I find my natural knack for repurposing thrown slightly off guard when a single chicken breast,long-forgotten eggplant and an avocado - that has frustratingly acquired the perfect ripeness at a lesser than convenient time – stare me in the face. My original plans for a meat and eggplant curry had been earlier abandoned and while red meat seems to always be the protein of choice when it comes to a pairing with this complex vegetable, I find myself instantly intrigued. A little rifle through my homemade spice cabinet helps me settle on my potent jar of Lebanese Seven Spice mix.
Seven Spice is to Middle Eastern cuisine, what garam masala is to its heady Indian counterpart. A little sprinkle goes a long way and it calls for some dexterous handling. Go too heavy-handed and you risk an unpleasant degree of pungency but done right, it can be magic. Like every proficient Indian home cook will tell you, nailing the right proportions of a tried-and-trusted home blend with varying aromatic components can be a task that is years in the making. That being said, for every fair share of unsuccessful stints, the day you realise you have struck a sweet spot is a triumph like no other.
Photograph courtesy Jehan Nizar
The name Seven Spice itself is one that lends itself to much debate as there is a school of people who swear that the real deal actually features eight spices – chiefly ground black pepper, cumin, coriander, cloves, nutmeg, cinnamon, cardamom and dried ginger. A simple blitz in a spice grinder is all that’s required and the resultant powder can be stored in an airtight container for months on end.
In the spirit of all things Middle Eastern that are to come my way in a few days, I chose to treat myself to a cheeky tongue-teaser with a warm pan-fried chicken and eggplant salad with not much else to help it come along other than a bold garlic-infused butter bath and teaspoon of Seven Spice. The chicken is seared to perfection so as to retain its juices and the eggplant is readded to the mixture at the final stage, after an initial shallow frying. Served with unapologetic thick cucumber rounds and generously diced avocado, this is the perfect way to remind oneself that life goes on in the smooth interim that you’ve been away from a place you call home.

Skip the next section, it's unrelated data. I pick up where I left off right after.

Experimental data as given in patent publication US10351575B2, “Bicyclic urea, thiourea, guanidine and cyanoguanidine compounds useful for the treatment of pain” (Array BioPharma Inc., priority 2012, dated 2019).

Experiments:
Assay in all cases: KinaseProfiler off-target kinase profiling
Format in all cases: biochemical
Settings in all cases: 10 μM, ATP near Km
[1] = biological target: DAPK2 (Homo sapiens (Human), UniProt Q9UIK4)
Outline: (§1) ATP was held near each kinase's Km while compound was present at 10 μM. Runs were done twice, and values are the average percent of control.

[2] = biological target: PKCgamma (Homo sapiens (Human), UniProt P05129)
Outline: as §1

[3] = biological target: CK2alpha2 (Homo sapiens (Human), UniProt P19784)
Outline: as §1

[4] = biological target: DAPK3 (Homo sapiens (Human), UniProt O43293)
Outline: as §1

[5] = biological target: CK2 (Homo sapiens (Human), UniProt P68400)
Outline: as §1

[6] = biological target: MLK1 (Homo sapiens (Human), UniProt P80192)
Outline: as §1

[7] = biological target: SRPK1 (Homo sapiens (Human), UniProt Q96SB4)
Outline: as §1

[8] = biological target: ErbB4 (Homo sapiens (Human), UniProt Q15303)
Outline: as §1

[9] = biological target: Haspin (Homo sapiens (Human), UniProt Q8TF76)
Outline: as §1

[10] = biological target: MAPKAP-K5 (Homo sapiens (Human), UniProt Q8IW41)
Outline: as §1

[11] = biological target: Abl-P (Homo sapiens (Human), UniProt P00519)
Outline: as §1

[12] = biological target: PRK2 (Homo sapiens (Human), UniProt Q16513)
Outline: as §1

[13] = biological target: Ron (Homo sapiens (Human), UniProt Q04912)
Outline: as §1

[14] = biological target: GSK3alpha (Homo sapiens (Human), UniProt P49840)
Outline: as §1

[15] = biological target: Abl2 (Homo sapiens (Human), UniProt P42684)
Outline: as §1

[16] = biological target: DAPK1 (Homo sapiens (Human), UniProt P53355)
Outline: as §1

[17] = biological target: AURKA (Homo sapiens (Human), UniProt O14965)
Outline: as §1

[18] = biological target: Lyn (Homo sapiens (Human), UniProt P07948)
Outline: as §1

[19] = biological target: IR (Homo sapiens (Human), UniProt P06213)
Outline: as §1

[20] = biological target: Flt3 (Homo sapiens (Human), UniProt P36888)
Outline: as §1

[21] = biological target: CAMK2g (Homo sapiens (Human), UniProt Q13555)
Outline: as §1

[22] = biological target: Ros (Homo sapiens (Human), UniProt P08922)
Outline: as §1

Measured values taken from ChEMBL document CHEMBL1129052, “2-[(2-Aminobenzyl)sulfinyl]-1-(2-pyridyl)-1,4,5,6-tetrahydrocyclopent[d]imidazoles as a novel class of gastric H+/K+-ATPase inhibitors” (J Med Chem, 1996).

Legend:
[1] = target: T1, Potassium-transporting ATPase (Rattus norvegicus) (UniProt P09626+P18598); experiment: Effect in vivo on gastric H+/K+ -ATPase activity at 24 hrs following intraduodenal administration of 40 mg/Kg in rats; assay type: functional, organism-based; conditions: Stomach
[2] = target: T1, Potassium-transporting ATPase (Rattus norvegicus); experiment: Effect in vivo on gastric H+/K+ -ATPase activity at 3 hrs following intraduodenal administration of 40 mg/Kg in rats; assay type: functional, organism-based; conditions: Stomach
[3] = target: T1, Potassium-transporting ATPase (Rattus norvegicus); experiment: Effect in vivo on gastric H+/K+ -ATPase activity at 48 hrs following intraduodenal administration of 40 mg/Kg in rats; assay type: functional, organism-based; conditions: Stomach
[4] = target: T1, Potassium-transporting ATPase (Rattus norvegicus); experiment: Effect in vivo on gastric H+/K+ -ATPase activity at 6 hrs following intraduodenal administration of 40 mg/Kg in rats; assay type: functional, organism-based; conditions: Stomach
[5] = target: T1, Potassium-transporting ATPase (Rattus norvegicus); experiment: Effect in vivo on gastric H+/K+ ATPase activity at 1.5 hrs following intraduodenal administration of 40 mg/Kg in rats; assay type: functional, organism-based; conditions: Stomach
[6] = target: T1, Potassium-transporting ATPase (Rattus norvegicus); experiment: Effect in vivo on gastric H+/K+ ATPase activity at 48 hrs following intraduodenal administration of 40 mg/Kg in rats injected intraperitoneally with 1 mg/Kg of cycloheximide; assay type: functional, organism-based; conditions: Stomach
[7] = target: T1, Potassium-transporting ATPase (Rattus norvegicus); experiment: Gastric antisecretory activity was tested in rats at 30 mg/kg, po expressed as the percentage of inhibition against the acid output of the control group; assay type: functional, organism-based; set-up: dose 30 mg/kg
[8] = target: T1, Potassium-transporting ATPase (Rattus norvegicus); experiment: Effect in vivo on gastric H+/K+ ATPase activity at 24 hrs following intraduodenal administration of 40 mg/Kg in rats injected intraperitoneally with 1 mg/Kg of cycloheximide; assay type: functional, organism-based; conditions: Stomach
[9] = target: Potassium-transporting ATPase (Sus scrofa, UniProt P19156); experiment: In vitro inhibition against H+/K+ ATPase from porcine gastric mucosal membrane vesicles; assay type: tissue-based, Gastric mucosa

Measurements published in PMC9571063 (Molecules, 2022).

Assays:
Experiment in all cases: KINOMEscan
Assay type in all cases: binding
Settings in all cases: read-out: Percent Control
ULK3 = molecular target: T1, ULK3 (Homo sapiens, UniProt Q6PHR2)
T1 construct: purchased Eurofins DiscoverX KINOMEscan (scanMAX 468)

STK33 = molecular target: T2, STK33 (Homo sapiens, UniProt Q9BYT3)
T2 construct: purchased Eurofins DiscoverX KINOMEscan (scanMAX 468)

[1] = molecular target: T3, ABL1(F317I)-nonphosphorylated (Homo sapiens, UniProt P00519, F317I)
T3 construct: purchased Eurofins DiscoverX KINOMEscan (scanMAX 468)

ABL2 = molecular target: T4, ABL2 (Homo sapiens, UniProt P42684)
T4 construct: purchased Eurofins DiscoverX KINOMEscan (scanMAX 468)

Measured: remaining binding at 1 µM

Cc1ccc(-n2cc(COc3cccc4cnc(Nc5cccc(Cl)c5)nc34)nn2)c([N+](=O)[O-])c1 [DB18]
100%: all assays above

Recipe for Warm Middle Eastern Garlicky Seven Spice Chicken and Eggplant Salad
For the Warm Salad:
Eggplant, roughly cubed and marinated with a sprinkle of salt, black pepper and red chilli powder
Chicken breast, cut into strips and marinated with 1 tsp homemade Seven Spice powder, 1 tsp paprika and salt to taste
5 tbsp olive oil
4 tbsp butter
Garlic, 9 cloves (halved)
Squeeze of lemon
1 cucumber, cut into thick rounds
1 avocado, diced
1. In a deep-bottomed pan or vessel, heat the olive oil. Shallow fry the cubed eggplant till light brown and remove from the pan. Place in a bowl lined with kitchen tissue to remove the excess oil.
2. Add the butter and allow it to melt. Add the garlic cloves and let them become light brown.
3. Add the chicken strips and sear, flipping from side to side, till done but ensure they still retain their juices.
4. Add a squeeze of lemon.
5. Readd the eggplant and give a quick toss. Remove from the heat.
6. To serve, plate the warm chicken and eggplant mixture with cucumbers and avocado and give a gentle stir to ensure the juices of the chicken infuse the vegetables and act as a dressing.
By Jehan Nizar, Lifestyle Features Writer and Food Blogger at inkonmyapron.com